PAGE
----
I consider myself a writer and what I write, so far in my life I've written poetry and this non-fiction. I'd never consider myself a woman writer or a Scottish writer, or a nature writer, or whatever the hell it is this week you know because it's far too ..... I just want a wee bit more room to manoeuvre. Of course I'm a woman, of course I'm Scottish, yes I have an interest in the natural world but as soon as you start defining yourself like that the game's up. You can't then think around it, think fluidly enough to be a proper writer once you start behaving like some kind of a writer. You've got to think out of the box the whole time, or allow yourself to think out of the box.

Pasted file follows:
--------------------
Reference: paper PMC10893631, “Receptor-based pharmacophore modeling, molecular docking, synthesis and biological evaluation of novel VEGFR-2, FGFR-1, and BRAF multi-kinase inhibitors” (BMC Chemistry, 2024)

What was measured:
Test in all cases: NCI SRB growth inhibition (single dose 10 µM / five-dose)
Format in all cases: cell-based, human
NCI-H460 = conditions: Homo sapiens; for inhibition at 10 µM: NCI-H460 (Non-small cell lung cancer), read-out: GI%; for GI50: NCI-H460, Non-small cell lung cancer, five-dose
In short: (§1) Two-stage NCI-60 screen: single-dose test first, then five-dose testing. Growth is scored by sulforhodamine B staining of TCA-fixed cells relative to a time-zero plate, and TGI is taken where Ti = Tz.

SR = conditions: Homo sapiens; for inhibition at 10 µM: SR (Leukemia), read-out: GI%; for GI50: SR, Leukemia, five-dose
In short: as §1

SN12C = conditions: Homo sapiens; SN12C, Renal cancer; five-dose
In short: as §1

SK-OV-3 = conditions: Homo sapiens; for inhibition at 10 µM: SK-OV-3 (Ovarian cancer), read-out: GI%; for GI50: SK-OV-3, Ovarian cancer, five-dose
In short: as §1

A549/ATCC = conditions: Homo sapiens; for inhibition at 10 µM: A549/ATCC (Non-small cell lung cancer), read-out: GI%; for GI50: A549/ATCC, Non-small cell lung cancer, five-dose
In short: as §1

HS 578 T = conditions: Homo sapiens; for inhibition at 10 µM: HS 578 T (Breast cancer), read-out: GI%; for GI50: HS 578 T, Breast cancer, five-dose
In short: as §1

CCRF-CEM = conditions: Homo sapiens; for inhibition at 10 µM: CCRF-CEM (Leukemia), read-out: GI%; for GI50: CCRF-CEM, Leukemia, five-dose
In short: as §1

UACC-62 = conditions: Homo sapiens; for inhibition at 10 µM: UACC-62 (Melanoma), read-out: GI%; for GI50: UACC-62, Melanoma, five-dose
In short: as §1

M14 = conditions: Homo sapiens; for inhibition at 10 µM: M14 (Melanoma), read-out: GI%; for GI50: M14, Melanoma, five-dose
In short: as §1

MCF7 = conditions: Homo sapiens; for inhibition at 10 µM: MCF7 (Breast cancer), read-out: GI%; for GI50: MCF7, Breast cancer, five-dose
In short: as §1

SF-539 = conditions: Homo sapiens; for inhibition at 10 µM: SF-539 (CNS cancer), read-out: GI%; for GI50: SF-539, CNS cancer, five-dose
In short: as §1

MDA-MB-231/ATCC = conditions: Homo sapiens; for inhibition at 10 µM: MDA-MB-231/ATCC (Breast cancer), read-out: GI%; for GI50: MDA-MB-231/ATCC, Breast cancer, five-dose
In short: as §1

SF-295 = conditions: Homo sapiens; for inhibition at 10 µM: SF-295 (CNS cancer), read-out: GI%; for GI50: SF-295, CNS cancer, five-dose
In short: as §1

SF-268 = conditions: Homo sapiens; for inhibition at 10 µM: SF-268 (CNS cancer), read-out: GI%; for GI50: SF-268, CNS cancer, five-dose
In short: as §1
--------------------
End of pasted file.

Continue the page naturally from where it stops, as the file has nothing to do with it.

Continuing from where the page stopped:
I teach creative writing and the one thing I seem to be saying all the time forget the reader, forget the reader. A reader has no place in your study. Your relationship is between yourself and the written piece and if you're looking over your shoulder all the time thinking 'I wonder what my reader thinks of this' you're referring to somebody who probably doesn't exist and who are you to tell your readers what to think. Your real readers are smart. They don't need to be told what to think or you don't have to imagine what they are thinking. The only relationship that matters is between yourself and the piece you are writing.